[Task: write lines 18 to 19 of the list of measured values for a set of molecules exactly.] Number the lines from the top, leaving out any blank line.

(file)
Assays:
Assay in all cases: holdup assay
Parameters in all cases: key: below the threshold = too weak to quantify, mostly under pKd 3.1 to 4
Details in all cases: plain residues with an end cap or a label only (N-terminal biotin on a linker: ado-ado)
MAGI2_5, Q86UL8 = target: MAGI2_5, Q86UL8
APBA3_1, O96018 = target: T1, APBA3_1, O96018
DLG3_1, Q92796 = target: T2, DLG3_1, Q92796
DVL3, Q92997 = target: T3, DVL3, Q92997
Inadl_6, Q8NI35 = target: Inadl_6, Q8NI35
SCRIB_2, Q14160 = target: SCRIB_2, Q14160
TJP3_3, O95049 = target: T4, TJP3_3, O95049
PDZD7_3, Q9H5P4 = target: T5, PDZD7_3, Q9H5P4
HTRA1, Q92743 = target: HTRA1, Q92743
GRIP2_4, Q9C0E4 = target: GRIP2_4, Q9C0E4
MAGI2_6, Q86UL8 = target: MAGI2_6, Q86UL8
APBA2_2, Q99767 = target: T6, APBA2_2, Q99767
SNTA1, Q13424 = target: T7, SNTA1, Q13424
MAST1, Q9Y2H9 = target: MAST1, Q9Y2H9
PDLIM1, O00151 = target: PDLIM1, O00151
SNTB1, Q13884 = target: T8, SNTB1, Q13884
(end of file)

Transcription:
MAST1, Q9Y2H9 = target: MAST1, Q9Y2H9
PDLIM1, O00151 = target: PDLIM1, O00151